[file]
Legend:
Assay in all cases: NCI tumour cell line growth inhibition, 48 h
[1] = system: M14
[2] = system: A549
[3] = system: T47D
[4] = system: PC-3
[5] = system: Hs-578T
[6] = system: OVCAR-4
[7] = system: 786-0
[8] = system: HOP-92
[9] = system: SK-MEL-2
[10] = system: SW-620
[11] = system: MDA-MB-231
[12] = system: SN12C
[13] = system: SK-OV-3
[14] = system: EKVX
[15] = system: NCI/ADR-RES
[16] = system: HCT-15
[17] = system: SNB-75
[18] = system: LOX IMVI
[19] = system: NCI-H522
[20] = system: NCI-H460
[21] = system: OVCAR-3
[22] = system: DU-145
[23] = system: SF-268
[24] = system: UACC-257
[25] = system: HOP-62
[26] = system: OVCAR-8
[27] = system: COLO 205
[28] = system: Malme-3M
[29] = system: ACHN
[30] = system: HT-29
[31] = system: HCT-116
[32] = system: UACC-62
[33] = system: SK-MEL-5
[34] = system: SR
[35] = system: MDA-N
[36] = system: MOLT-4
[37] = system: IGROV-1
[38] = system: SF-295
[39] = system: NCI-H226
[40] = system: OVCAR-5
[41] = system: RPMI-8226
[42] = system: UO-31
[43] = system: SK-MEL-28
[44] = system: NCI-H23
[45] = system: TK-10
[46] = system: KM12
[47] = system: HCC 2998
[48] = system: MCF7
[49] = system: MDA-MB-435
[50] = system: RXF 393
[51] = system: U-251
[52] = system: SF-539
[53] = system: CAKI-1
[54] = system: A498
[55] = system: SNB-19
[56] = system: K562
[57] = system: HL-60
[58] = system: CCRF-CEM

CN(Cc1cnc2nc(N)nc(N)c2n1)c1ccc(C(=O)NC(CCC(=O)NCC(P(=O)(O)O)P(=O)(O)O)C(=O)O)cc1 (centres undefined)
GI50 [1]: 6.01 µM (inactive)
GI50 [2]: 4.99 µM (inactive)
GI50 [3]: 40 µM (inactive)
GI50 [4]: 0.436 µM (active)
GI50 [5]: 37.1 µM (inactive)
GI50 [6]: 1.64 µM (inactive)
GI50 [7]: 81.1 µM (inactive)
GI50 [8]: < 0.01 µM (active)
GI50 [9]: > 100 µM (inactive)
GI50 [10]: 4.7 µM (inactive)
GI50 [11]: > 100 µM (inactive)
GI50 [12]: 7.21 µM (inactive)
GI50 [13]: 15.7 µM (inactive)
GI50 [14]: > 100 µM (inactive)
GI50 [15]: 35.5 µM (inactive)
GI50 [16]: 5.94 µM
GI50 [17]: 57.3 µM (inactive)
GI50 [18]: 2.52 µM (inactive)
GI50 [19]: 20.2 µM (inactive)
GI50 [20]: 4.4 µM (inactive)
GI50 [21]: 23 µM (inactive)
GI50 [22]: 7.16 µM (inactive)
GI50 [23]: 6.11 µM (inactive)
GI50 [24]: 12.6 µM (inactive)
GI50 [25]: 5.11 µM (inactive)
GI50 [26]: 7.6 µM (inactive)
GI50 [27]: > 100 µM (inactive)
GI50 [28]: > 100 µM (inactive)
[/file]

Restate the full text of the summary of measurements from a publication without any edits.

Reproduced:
Legend:
Assay in all cases: NCI tumour cell line growth inhibition, 48 h
[1] = system: M14
[2] = system: A549
[3] = system: T47D
[4] = system: PC-3
[5] = system: Hs-578T
[6] = system: OVCAR-4
[7] = system: 786-0
[8] = system: HOP-92
[9] = system: SK-MEL-2
[10] = system: SW-620
[11] = system: MDA-MB-231
[12] = system: SN12C
[13] = system: SK-OV-3
[14] = system: EKVX
[15] = system: NCI/ADR-RES
[16] = system: HCT-15
[17] = system: SNB-75
[18] = system: LOX IMVI
[19] = system: NCI-H522
[20] = system: NCI-H460
[21] = system: OVCAR-3
[22] = system: DU-145
[23] = system: SF-268
[24] = system: UACC-257
[25] = system: HOP-62
[26] = system: OVCAR-8
[27] = system: COLO 205
[28] = system: Malme-3M
[29] = system: ACHN
[30] = system: HT-29
[31] = system: HCT-116
[32] = system: UACC-62
[33] = system: SK-MEL-5
[34] = system: SR
[35] = system: MDA-N
[36] = system: MOLT-4
[37] = system: IGROV-1
[38] = system: SF-295
[39] = system: NCI-H226
[40] = system: OVCAR-5
[41] = system: RPMI-8226
[42] = system: UO-31
[43] = system: SK-MEL-28
[44] = system: NCI-H23
[45] = system: TK-10
[46] = system: KM12
[47] = system: HCC 2998
[48] = system: MCF7
[49] = system: MDA-MB-435
[50] = system: RXF 393
[51] = system: U-251
[52] = system: SF-539
[53] = system: CAKI-1
[54] = system: A498
[55] = system: SNB-19
[56] = system: K562
[57] = system: HL-60
[58] = system: CCRF-CEM

CN(Cc1cnc2nc(N)nc(N)c2n1)c1ccc(C(=O)NC(CCC(=O)NCC(P(=O)(O)O)P(=O)(O)O)C(=O)O)cc1 (centres undefined)
GI50 [1]: 6.01 µM (inactive)
GI50 [2]: 4.99 µM (inactive)
GI50 [3]: 40 µM (inactive)
GI50 [4]: 0.436 µM (active)
GI50 [5]: 37.1 µM (inactive)
GI50 [6]: 1.64 µM (inactive)
GI50 [7]: 81.1 µM (inactive)
GI50 [8]: < 0.01 µM (active)
GI50 [9]: > 100 µM (inactive)
GI50 [10]: 4.7 µM (inactive)
GI50 [11]: > 100 µM (inactive)
GI50 [12]: 7.21 µM (inactive)
GI50 [13]: 15.7 µM (inactive)
GI50 [14]: > 100 µM (inactive)
GI50 [15]: 35.5 µM (inactive)
GI50 [16]: 5.94 µM
GI50 [17]: 57.3 µM (inactive)
GI50 [18]: 2.52 µM (inactive)
GI50 [19]: 20.2 µM (inactive)
GI50 [20]: 4.4 µM (inactive)
GI50 [21]: 23 µM (inactive)
GI50 [22]: 7.16 µM (inactive)
GI50 [23]: 6.11 µM (inactive)
GI50 [24]: 12.6 µM (inactive)
GI50 [25]: 5.11 µM (inactive)
GI50 [26]: 7.6 µM (inactive)
GI50 [27]: > 100 µM (inactive)
GI50 [28]: > 100 µM (inactive)